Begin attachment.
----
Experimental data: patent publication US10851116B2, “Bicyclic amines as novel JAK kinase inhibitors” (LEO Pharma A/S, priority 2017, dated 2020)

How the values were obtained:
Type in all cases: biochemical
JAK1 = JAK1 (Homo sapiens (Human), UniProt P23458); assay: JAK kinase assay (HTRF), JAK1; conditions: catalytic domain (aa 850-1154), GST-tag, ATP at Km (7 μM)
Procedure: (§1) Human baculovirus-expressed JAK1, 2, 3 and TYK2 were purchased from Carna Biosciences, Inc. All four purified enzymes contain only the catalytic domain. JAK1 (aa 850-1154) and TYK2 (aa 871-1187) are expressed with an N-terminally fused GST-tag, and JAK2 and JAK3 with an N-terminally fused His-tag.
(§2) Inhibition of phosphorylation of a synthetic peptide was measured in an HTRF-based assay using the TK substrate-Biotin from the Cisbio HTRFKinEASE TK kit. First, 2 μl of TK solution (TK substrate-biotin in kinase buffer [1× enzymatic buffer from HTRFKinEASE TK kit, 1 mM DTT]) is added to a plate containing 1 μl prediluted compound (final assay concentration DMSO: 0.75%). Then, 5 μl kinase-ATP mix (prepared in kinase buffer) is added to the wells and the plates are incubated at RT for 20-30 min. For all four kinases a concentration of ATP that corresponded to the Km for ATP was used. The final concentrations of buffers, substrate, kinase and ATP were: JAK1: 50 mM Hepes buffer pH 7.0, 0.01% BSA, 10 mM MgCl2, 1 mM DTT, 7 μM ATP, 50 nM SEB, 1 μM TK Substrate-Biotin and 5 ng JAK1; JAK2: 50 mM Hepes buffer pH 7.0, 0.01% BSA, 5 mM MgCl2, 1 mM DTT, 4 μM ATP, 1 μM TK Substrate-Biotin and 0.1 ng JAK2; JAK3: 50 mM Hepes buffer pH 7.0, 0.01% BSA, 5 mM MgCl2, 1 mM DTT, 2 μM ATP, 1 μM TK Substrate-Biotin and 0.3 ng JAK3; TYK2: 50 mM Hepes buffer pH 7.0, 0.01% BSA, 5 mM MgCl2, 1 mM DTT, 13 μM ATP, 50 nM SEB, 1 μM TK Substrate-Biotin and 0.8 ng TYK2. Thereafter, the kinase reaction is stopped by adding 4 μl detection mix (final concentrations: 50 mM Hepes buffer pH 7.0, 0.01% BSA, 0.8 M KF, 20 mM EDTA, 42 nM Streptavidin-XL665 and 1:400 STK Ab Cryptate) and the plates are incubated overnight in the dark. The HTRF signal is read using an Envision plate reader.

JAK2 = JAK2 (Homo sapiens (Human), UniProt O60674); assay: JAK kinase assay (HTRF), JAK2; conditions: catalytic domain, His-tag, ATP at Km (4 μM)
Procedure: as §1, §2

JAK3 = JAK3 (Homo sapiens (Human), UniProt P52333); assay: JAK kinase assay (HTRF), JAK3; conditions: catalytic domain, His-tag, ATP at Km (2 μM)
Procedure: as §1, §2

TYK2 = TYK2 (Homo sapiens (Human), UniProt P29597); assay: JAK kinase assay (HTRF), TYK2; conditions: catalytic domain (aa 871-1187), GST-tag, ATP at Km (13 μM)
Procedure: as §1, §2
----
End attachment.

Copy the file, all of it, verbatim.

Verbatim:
Experimental data: patent publication US10851116B2, “Bicyclic amines as novel JAK kinase inhibitors” (LEO Pharma A/S, priority 2017, dated 2020)

How the values were obtained:
Type in all cases: biochemical
JAK1 = JAK1 (Homo sapiens (Human), UniProt P23458); assay: JAK kinase assay (HTRF), JAK1; conditions: catalytic domain (aa 850-1154), GST-tag, ATP at Km (7 μM)
Procedure: (§1) Human baculovirus-expressed JAK1, 2, 3 and TYK2 were purchased from Carna Biosciences, Inc. All four purified enzymes contain only the catalytic domain. JAK1 (aa 850-1154) and TYK2 (aa 871-1187) are expressed with an N-terminally fused GST-tag, and JAK2 and JAK3 with an N-terminally fused His-tag.
(§2) Inhibition of phosphorylation of a synthetic peptide was measured in an HTRF-based assay using the TK substrate-Biotin from the Cisbio HTRFKinEASE TK kit. First, 2 μl of TK solution (TK substrate-biotin in kinase buffer [1× enzymatic buffer from HTRFKinEASE TK kit, 1 mM DTT]) is added to a plate containing 1 μl prediluted compound (final assay concentration DMSO: 0.75%). Then, 5 μl kinase-ATP mix (prepared in kinase buffer) is added to the wells and the plates are incubated at RT for 20-30 min. For all four kinases a concentration of ATP that corresponded to the Km for ATP was used. The final concentrations of buffers, substrate, kinase and ATP were: JAK1: 50 mM Hepes buffer pH 7.0, 0.01% BSA, 10 mM MgCl2, 1 mM DTT, 7 μM ATP, 50 nM SEB, 1 μM TK Substrate-Biotin and 5 ng JAK1; JAK2: 50 mM Hepes buffer pH 7.0, 0.01% BSA, 5 mM MgCl2, 1 mM DTT, 4 μM ATP, 1 μM TK Substrate-Biotin and 0.1 ng JAK2; JAK3: 50 mM Hepes buffer pH 7.0, 0.01% BSA, 5 mM MgCl2, 1 mM DTT, 2 μM ATP, 1 μM TK Substrate-Biotin and 0.3 ng JAK3; TYK2: 50 mM Hepes buffer pH 7.0, 0.01% BSA, 5 mM MgCl2, 1 mM DTT, 13 μM ATP, 50 nM SEB, 1 μM TK Substrate-Biotin and 0.8 ng TYK2. Thereafter, the kinase reaction is stopped by adding 4 μl detection mix (final concentrations: 50 mM Hepes buffer pH 7.0, 0.01% BSA, 0.8 M KF, 20 mM EDTA, 42 nM Streptavidin-XL665 and 1:400 STK Ab Cryptate) and the plates are incubated overnight in the dark. The HTRF signal is read using an Envision plate reader.

JAK2 = JAK2 (Homo sapiens (Human), UniProt O60674); assay: JAK kinase assay (HTRF), JAK2; conditions: catalytic domain, His-tag, ATP at Km (4 μM)
Procedure: as §1, §2

JAK3 = JAK3 (Homo sapiens (Human), UniProt P52333); assay: JAK kinase assay (HTRF), JAK3; conditions: catalytic domain, His-tag, ATP at Km (2 μM)
Procedure: as §1, §2

TYK2 = TYK2 (Homo sapiens (Human), UniProt P29597); assay: JAK kinase assay (HTRF), TYK2; conditions: catalytic domain (aa 871-1187), GST-tag, ATP at Km (13 μM)
Procedure: as §1, §2